- capable of being hammered out thin, as certain metals; malleable.
- capable of being drawn out into wire or threads, as gold.
- able to undergo change of form without breaking.
- capable of being molded or shaped; plastic.
Origin of ductile
1300–50; Middle English < Latin ductilis, equivalent to duct(us) (past participle of dūcere to draw along) + -ilis -ile
Dictionary.com Unabridged Based on the Random House Unabridged Dictionary, © Random House, Inc. 2018
Related Wordsadaptable, amenable, docile, malleable, manageable, plastic, pliable, responsive, supple, tractable, yielding, biddable, extensile, moldable, submitting
Examples from the Web for ductile
A ductile substance is one which is capable of being drawn into wire.Orthography
Elmer W. Cavins
On the other hand, if it is suffered to cool gradually, it becomes too soft and ductile.Popular Technology; Volume 2
Among the metals permanent in the air, 17 are ductile and 16 are brittle.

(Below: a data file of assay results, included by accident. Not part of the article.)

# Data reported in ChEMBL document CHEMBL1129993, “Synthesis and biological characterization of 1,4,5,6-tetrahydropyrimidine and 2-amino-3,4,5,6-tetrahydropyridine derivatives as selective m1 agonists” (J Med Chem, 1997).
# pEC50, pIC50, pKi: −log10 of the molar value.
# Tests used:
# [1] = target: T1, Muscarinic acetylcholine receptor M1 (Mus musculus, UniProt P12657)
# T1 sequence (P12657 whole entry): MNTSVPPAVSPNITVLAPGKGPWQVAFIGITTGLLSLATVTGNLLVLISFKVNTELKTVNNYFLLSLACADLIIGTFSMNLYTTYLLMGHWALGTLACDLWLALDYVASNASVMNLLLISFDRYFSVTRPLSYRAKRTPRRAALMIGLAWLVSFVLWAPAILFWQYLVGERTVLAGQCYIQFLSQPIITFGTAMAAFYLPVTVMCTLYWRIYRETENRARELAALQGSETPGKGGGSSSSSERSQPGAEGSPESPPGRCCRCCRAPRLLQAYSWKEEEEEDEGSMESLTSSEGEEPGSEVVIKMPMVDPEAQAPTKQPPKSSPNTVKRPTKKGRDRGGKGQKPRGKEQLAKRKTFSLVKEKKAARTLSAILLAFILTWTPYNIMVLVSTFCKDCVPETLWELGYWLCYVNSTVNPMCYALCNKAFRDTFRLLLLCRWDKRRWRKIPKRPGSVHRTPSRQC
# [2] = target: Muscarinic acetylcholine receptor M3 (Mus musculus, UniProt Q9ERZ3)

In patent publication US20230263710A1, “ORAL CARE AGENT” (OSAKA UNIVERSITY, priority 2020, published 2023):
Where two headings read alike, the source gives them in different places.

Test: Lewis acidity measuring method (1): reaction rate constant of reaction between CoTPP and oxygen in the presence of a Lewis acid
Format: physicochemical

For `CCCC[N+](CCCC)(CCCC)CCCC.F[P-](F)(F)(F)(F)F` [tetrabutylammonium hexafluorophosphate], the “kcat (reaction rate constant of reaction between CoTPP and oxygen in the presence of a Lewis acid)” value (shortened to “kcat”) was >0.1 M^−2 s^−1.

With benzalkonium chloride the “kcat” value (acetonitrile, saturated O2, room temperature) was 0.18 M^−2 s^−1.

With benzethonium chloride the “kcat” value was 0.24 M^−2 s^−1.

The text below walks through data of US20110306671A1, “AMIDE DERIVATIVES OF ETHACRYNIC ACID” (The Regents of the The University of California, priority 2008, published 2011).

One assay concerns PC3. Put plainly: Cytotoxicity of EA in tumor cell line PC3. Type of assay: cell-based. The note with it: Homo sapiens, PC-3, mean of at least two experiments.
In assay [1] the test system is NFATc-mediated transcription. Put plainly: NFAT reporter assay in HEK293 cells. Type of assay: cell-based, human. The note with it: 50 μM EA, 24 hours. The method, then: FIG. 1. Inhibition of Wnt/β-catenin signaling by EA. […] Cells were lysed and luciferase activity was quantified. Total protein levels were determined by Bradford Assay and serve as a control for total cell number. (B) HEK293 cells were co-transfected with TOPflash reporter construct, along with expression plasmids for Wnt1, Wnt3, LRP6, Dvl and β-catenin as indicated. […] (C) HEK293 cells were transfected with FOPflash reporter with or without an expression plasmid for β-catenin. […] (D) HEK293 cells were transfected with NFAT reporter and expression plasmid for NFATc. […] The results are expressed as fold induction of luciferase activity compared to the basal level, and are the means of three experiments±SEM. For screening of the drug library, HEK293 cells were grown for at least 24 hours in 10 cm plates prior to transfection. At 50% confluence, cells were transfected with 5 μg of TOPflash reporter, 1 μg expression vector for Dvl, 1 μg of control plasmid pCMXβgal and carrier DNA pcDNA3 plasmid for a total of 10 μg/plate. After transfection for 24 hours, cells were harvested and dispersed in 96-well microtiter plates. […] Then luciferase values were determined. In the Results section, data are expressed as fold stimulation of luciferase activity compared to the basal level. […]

Nickel is white, ductile and malleable, but of difficult fusion.
It is of a reddish colour, malleable, ductile, and tenacious.The Silversmith's Handbook
George E. Gee
- (of a metal, such as gold or copper) able to be drawn out into wire
- able to be moulded; pliant; plastic
- easily led or influenced; tractable
C14: from Old French, from Latin ductilis, from dūcere to lead
Collins English Dictionary - Complete & Unabridged 2012 Digital Edition © William Collins Sons & Co. Ltd. 1979, 1986 © HarperCollins Publishers 1998, 2000, 2003, 2005, 2006, 2007, 2009, 2012
Word Origin and History for ductile
mid-14c., from Old French ductile or directly from Latin ductilis "that may be led or drawn," from past participle of ducere "to lead" (see duke (n.)). Related: Ductility.
Online Etymology Dictionary, © 2010 Douglas Harper
- Easily molded or shaped.
The American Heritage® Stedman's Medical Dictionary Copyright © 2002, 2001, 1995 by Houghton Mifflin Company. Published by Houghton Mifflin Company.
- Easily stretched without breaking or lowering in material strength. Gold is relatively ductile at room temperature, and most metals become more ductile with increasing temperature. Compare brittle malleable.
- Relating to rock or other materials that are capable of withstanding a certain amount of force by changing form before fracturing or breaking.
The American Heritage® Science Dictionary Copyright © 2011. Published by Houghton Mifflin Harcourt Publishing Company. All rights reserved.